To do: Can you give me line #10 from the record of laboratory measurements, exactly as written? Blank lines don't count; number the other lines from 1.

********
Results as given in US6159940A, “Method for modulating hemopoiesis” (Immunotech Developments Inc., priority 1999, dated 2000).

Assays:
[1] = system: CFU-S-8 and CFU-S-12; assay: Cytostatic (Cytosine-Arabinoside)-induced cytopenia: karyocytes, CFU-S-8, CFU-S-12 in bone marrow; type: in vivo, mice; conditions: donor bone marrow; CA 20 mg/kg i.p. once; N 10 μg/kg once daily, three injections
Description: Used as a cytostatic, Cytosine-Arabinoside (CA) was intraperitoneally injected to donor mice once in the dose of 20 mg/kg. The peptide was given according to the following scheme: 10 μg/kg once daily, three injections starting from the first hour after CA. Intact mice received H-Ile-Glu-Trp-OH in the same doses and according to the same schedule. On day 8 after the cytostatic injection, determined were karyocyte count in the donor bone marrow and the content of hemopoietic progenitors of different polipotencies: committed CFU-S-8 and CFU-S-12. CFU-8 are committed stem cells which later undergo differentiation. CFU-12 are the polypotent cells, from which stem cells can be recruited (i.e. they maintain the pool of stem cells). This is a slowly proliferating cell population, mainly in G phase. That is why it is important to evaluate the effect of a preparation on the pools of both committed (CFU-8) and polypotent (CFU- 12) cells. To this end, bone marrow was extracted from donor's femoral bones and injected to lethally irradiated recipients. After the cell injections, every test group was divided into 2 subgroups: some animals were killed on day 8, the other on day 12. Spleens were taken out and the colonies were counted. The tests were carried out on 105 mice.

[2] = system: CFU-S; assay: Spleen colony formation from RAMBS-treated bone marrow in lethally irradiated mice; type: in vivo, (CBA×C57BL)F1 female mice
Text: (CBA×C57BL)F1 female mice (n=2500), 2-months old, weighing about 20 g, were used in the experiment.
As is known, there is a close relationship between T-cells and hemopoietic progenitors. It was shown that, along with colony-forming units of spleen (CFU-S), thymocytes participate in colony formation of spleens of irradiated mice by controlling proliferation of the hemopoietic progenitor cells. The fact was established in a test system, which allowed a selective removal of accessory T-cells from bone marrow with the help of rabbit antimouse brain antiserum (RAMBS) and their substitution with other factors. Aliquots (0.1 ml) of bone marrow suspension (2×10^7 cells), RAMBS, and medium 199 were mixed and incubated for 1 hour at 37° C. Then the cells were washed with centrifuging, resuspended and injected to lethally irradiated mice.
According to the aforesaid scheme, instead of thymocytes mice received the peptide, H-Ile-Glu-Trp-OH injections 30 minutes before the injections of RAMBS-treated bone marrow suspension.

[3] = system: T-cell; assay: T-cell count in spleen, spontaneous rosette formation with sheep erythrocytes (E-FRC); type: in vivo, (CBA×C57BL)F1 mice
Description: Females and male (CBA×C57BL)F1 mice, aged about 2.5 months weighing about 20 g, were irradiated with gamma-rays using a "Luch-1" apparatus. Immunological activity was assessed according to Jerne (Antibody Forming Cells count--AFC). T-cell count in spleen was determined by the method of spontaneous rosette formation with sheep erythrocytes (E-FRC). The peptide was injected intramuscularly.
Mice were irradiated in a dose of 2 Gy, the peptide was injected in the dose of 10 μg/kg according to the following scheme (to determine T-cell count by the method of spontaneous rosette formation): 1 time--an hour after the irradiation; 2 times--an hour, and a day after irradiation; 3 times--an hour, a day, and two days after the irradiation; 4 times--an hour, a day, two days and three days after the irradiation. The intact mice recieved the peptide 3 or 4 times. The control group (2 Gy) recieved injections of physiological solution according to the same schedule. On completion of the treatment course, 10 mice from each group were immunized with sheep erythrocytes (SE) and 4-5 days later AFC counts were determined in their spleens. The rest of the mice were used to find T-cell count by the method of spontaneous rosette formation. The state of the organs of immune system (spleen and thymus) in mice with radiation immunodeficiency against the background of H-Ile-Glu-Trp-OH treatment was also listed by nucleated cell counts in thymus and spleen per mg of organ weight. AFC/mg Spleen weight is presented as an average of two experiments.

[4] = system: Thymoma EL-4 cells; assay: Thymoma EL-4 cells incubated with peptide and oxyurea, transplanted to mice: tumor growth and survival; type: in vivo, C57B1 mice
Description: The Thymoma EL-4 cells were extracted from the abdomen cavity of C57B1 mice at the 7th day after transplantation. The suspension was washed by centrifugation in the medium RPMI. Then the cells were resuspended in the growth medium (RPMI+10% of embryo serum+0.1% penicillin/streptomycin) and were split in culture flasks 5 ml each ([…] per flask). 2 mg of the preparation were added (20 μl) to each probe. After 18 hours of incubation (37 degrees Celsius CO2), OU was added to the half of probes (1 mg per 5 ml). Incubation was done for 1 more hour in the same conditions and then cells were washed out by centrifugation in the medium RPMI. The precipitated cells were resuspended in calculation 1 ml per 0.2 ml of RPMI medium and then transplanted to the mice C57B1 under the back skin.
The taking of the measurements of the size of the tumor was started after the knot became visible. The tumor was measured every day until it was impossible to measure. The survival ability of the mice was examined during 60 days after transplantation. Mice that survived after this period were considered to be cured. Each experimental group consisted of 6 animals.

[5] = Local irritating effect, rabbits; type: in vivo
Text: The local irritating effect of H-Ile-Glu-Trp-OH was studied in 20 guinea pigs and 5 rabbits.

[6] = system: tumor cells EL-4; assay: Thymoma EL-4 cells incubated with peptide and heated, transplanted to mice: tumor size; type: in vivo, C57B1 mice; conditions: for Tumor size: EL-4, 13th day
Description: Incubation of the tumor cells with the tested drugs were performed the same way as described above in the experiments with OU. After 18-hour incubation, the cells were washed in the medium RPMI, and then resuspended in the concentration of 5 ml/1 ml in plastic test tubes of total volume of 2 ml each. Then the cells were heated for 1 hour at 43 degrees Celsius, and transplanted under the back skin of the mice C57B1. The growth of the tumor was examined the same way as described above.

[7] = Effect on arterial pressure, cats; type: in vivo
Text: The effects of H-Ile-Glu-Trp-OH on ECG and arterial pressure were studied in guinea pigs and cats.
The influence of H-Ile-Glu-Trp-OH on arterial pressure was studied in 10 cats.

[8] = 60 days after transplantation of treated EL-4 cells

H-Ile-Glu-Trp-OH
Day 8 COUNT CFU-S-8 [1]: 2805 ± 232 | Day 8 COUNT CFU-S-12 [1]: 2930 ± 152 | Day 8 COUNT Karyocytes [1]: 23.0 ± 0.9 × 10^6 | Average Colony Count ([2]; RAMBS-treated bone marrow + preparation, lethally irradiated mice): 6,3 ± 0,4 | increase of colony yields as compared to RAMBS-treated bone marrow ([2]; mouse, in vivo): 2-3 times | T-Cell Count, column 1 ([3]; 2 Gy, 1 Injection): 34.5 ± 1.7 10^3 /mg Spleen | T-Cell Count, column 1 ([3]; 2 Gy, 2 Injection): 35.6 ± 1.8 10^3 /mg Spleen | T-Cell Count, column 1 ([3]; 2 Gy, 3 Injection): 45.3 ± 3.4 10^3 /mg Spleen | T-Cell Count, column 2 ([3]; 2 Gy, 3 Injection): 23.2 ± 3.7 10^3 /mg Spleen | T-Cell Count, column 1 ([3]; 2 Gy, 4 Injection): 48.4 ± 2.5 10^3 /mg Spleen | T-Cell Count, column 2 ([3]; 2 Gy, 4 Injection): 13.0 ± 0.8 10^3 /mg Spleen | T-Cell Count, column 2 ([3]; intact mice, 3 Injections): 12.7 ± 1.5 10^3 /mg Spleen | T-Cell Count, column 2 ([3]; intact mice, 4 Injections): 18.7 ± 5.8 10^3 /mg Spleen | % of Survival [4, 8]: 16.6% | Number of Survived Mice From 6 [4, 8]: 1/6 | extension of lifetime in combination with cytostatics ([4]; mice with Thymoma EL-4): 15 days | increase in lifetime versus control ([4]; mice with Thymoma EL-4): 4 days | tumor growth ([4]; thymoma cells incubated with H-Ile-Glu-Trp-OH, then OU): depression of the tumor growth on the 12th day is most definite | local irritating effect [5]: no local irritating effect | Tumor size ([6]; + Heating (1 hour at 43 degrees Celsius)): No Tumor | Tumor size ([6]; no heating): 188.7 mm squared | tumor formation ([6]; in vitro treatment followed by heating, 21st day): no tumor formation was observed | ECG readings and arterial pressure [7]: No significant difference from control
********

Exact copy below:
Description: Females and male (CBA×C57BL)F1 mice, aged about 2.5 months weighing about 20 g, were irradiated with gamma-rays using a "Luch-1" apparatus. Immunological activity was assessed according to Jerne (Antibody Forming Cells count--AFC). T-cell count in spleen was determined by the method of spontaneous rosette formation with sheep erythrocytes (E-FRC). The peptide was injected intramuscularly.